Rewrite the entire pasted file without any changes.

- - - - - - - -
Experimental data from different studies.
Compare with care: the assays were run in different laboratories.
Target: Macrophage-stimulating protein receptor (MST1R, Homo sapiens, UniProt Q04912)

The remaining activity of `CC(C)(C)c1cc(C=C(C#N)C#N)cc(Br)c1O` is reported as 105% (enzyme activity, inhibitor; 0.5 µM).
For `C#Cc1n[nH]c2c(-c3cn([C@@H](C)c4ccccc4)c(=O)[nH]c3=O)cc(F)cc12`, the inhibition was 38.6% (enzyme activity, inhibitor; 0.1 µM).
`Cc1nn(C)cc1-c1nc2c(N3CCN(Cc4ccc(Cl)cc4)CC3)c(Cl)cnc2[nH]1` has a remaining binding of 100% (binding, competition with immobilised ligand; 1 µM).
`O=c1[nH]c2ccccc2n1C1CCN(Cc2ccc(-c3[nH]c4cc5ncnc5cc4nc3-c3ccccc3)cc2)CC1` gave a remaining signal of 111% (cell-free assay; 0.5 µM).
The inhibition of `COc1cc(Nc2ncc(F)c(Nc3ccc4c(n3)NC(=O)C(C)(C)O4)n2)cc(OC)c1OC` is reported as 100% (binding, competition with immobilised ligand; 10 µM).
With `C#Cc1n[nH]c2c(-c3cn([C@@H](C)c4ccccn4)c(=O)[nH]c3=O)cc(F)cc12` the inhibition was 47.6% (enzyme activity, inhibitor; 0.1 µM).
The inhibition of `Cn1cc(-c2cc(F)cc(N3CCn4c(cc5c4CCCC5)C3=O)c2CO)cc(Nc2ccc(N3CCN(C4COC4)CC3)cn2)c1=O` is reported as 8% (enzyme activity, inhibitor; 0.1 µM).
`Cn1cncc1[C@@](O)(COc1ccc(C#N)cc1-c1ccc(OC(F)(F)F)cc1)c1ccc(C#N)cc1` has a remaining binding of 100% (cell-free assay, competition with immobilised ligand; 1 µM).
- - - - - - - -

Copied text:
Experimental data from different studies.
Compare with care: the assays were run in different laboratories.
Target: Macrophage-stimulating protein receptor (MST1R, Homo sapiens, UniProt Q04912)

The remaining activity of `CC(C)(C)c1cc(C=C(C#N)C#N)cc(Br)c1O` is reported as 105% (enzyme activity, inhibitor; 0.5 µM).
For `C#Cc1n[nH]c2c(-c3cn([C@@H](C)c4ccccc4)c(=O)[nH]c3=O)cc(F)cc12`, the inhibition was 38.6% (enzyme activity, inhibitor; 0.1 µM).
`Cc1nn(C)cc1-c1nc2c(N3CCN(Cc4ccc(Cl)cc4)CC3)c(Cl)cnc2[nH]1` has a remaining binding of 100% (binding, competition with immobilised ligand; 1 µM).
`O=c1[nH]c2ccccc2n1C1CCN(Cc2ccc(-c3[nH]c4cc5ncnc5cc4nc3-c3ccccc3)cc2)CC1` gave a remaining signal of 111% (cell-free assay; 0.5 µM).
The inhibition of `COc1cc(Nc2ncc(F)c(Nc3ccc4c(n3)NC(=O)C(C)(C)O4)n2)cc(OC)c1OC` is reported as 100% (binding, competition with immobilised ligand; 10 µM).
With `C#Cc1n[nH]c2c(-c3cn([C@@H](C)c4ccccn4)c(=O)[nH]c3=O)cc(F)cc12` the inhibition was 47.6% (enzyme activity, inhibitor; 0.1 µM).
The inhibition of `Cn1cc(-c2cc(F)cc(N3CCn4c(cc5c4CCCC5)C3=O)c2CO)cc(Nc2ccc(N3CCN(C4COC4)CC3)cn2)c1=O` is reported as 8% (enzyme activity, inhibitor; 0.1 µM).
`Cn1cncc1[C@@](O)(COc1ccc(C#N)cc1-c1ccc(OC(F)(F)F)cc1)c1ccc(C#N)cc1` has a remaining binding of 100% (cell-free assay, competition with immobilised ligand; 1 µM).